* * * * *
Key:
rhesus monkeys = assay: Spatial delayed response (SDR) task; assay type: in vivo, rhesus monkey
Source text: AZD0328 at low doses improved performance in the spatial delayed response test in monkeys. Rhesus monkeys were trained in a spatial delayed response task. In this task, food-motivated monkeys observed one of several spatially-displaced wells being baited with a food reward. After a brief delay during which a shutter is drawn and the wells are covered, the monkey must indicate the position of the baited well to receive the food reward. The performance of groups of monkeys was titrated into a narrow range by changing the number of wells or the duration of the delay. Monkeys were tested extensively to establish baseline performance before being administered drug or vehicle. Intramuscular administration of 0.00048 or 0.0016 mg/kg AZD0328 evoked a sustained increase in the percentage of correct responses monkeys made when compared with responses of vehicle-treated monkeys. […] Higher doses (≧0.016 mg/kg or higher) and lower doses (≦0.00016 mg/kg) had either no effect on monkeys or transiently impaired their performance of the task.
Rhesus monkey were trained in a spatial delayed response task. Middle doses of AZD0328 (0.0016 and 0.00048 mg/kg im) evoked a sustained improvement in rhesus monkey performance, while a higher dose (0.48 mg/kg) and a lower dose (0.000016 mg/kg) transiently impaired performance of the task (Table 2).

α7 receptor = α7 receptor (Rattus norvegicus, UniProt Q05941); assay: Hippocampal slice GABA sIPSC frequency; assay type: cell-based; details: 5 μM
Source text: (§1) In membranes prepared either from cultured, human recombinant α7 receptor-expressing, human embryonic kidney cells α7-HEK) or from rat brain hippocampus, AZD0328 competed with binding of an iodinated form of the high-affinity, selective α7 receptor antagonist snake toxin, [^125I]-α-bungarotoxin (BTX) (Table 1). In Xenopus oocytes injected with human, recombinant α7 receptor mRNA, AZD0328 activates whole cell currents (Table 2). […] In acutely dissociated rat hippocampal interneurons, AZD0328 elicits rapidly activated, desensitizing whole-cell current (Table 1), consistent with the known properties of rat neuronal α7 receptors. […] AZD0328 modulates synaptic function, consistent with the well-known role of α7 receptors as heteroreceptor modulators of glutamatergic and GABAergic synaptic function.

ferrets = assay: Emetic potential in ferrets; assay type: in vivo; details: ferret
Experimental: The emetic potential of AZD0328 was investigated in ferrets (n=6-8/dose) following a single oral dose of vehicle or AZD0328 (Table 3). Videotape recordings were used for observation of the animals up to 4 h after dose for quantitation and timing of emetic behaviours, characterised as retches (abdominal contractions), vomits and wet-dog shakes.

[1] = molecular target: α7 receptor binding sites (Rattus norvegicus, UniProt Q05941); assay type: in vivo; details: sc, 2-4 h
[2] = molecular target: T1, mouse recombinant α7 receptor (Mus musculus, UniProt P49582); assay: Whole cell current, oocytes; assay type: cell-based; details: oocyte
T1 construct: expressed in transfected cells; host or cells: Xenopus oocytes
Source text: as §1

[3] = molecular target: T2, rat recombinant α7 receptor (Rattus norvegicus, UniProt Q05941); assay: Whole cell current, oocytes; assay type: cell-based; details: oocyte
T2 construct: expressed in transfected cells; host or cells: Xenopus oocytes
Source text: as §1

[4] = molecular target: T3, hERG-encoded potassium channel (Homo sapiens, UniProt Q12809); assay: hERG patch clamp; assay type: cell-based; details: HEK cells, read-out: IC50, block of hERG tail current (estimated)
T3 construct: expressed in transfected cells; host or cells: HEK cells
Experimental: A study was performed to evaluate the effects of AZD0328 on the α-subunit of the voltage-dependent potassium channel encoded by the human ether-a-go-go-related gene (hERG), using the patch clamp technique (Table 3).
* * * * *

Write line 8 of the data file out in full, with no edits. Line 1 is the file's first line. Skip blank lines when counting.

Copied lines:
Experimental: The emetic potential of AZD0328 was investigated in ferrets (n=6-8/dose) following a single oral dose of vehicle or AZD0328 (Table 3). Videotape recordings were used for observation of the animals up to 4 h after dose for quantitation and timing of emetic behaviours, characterised as retches (abdominal contractions), vomits and wet-dog shakes.